In a contest not nearly as close as the final score indicated, the Fighting Irish won their second game of the season with a 86-78 victory over Wisconsin-Milwaukee. Demetrius Jackson led Notre Dame in scoring with 20, but every starter notched at least a dozen points against the Panthers who were scorching hot from three, knocking down 14 of their 21 attempts to take an early lead and then make things look respectable late.
While Jackson led the team in scoring, I'd like to start by discussing how well V.J. Beachem played. Even before knocking in a pair of threes in the first half he was doing work on the other end, poking the ball out of the post for a steal to start a break, grabbing some boards and helping down on the block with his length. He finished the game with 19 points on just 12 attempts and grabbed eight boards. Beachem knocked down jumpers from all over the court and was just extremely consistent in an offense that is going to find him getting plenty of open shots.
THUNDERDUNK! VJ snags the steal & goes coast-to-coast for the slam to notch his 13th point. #18 ND 47 | UWM 35 2H pic.twitter.com/V3Cp3u4evh— Notre Dame MBB (@NDmbb) November 18, 2015
Why are those shots going to be open? Because Jackson and Steve Vasturia's ability to penetrate straight-up off the dribble or with the pick and roll are going to have defenses scrambling all season. Jackson made some beautiful music with Bonzie Colson in the first half and Zach Auguste in the second, dropping 7 dimes on the night and finishing at the rim with a delightful selection of moves. Colson also knocked in an open three from the corner on a smooth jumper, which is absolutely huge because it will allow him to space the floor as the four when Auguste is in at center.
The offense bogged down for a stretch in the first half with Matt Farrell in the game for Vasturia and Auguste getting too many post touches. I would just like to reiterate my position from last year: Auguste is so good at finishing the pick and roll and the Irish are so beautifully deadly when everyone is moving that slowing down to pound the ball in the post is just not an effective use of possessions. I will attempt to dig into data to prove this point, but both anecdotal and aesthetic evidence seem to back the position. This is not a knock on Auguste, who was efficient with 17 points on 11 shots to go with 6 boards, 2 steals and a block. He also tied a career high with three assists, including a pretty give to Jackson that led to a dunk.
If Auguste and Colson can effectively space the floor on offense (and I think they can if Colson continues to work on his corner threes), the Notre Dame defense has some serious potential. The cumulative length of the starters is almost oppressive, as Wisconsin-Milwaukee found out after going up 29-23. For the next 19 minutes of game time the Irish cranked up the defensive pressure and turned that deficit into a 65-45, forcing the issue on defense and turning that into opportunities on the other end. It was near-perfect Mike Brey hoops, with selfless play, opportunistic defense and guys knocking down shots behind the arc and at the rim. If you get some time and want to fire up ESPN3, skip to the 7-minute mark in the first half and zip through until the under-12 timeout in the second half. The Irish finished the game with just five turnovers, which equaled their steal total. Not bad.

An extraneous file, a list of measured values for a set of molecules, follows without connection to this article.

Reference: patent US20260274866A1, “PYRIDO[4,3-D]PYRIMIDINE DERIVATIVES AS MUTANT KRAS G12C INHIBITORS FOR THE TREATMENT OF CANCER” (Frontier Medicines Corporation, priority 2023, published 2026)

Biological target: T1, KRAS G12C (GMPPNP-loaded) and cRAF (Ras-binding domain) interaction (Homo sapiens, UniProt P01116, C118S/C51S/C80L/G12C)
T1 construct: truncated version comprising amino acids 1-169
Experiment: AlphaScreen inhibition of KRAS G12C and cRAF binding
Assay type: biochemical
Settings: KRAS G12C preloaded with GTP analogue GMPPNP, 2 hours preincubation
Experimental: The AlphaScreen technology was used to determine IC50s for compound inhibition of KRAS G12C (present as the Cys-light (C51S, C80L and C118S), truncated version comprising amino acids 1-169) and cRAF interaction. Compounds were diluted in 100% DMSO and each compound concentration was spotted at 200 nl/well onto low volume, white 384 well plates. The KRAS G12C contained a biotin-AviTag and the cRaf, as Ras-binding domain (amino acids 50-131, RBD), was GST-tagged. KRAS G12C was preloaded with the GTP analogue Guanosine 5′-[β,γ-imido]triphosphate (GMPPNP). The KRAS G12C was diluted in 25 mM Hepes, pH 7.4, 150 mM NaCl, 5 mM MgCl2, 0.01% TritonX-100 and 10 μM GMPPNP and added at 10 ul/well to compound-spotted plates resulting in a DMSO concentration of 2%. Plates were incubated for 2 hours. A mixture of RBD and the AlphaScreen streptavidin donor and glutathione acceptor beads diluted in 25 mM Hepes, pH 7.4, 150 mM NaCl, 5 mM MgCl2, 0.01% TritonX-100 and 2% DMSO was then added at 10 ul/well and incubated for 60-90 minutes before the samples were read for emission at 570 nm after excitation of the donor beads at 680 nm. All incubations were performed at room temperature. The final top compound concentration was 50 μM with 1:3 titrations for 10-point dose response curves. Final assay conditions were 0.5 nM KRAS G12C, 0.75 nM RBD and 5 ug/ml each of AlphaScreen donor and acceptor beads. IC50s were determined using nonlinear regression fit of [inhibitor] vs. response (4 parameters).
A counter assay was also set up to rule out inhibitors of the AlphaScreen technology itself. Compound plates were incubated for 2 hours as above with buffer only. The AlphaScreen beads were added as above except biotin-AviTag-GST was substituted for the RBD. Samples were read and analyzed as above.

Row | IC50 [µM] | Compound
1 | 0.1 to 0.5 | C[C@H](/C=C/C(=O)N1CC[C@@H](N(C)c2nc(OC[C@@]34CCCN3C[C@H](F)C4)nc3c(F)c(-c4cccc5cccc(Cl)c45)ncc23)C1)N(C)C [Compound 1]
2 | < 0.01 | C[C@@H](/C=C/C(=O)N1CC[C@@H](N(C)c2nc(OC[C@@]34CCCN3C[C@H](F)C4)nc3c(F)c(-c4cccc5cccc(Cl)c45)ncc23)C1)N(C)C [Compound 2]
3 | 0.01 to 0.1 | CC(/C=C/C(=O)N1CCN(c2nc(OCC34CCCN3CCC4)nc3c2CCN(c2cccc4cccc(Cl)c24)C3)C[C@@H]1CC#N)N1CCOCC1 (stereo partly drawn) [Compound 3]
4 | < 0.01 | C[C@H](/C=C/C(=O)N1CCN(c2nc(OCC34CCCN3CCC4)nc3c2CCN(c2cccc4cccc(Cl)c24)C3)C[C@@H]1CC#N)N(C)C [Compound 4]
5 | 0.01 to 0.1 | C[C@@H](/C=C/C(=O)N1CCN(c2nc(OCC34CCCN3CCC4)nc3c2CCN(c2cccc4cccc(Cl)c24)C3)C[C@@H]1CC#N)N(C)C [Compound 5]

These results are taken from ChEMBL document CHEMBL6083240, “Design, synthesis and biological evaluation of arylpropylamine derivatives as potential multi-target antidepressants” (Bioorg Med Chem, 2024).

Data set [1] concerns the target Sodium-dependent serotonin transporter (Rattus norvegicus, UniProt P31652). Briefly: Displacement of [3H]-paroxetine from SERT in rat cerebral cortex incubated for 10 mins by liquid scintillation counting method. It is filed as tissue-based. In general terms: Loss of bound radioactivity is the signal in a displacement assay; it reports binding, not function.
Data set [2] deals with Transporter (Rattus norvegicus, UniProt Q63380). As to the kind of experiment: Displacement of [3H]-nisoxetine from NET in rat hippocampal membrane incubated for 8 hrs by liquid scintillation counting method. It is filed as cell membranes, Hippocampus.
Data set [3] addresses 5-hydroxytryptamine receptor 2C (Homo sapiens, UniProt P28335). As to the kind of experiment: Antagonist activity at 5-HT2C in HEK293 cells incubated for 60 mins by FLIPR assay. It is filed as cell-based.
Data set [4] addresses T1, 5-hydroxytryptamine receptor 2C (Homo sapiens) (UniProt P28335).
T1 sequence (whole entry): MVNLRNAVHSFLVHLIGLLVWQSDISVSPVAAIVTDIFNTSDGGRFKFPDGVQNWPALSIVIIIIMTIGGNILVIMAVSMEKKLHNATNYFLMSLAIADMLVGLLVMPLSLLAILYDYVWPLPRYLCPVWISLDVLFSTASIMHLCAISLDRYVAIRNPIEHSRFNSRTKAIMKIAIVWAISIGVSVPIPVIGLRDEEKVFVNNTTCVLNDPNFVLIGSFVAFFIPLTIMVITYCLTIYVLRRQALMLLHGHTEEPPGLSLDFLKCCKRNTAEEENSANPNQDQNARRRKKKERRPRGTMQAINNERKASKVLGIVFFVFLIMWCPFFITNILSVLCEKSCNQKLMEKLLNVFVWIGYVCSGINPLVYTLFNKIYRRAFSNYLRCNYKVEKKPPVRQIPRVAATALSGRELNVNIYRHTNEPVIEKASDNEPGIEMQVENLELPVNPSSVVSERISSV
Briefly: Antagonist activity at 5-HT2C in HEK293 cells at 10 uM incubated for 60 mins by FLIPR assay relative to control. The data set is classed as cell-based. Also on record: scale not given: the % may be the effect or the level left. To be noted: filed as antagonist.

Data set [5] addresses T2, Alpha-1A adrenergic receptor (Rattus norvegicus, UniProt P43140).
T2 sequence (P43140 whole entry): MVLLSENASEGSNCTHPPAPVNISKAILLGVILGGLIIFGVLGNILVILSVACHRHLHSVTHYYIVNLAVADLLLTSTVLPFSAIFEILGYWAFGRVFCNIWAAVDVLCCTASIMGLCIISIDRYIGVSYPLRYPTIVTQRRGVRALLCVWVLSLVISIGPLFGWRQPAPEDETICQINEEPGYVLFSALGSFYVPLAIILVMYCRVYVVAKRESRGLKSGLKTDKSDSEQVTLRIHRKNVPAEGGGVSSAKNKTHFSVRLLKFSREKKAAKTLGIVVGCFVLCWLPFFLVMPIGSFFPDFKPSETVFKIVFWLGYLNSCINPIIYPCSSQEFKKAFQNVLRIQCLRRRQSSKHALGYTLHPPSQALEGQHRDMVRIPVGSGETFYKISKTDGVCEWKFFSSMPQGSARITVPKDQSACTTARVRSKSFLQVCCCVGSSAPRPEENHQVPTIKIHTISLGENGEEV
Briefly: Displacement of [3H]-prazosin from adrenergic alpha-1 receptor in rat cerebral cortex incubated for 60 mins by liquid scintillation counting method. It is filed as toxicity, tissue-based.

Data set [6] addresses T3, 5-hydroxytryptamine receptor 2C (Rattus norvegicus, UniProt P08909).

After that timeout the Irish got sloppy and the Panthers cut the lead to nine, but Beachem knocked down a three, Auguste went coast-to-coast on his own steal and then Jackson found his big man for a dunk on three consecutive possessions to put things out of range. Notre Dame's perimeter defense was fine, as a lot of the Milwaukee shots bombed in from NBA range. A team shooting 30.1% from behind the arc hit 66% of their looks, but I wouldn't take too much from that.
All in all, a very nice effort from the Irish. I'm interested in seeing how the rotation plays out, but it looks as if Matt Ryan (five points, a board and an assist) is going to get a lot of burn off the bench due to his ability to play the three or the four, but my main question is about Matt Farrell. The back-up point guard played in a couple super-smallball sets along with DJ, Vasturia, VJ and Colson. Will that work in ACC play? Maybe, but this is the time to experiment with such things. Austin Torres, Austin Burgett, Martinas Geben and Rex Pflueger didn't get in until garbage time, so take from that what you will. The Panther big men were pretty adept at hanging on the perimeter and knocking in threes, so perhaps Brey felt that they'd be poor match ups for his back-up bigs, which seems correct. We'll see if they get more burn against traditional post players.
Overall, this team has the potential to claw at the heights of last season if A) Beachem continues to play like this B) Colson is able to effectively replace Pat Connaughton as a stretch four playing with Auguste. C) The bench can give them anything through the dog days of ACC play. I think we know what we're getting with DJ, Vasturia and Auguste and almost all of those things are very, very good. Going to be another fun one, gang.
The Irish's next game is against UMass Lowell on Saturday as Notre Dame attempts a clean sweep of The Bay State.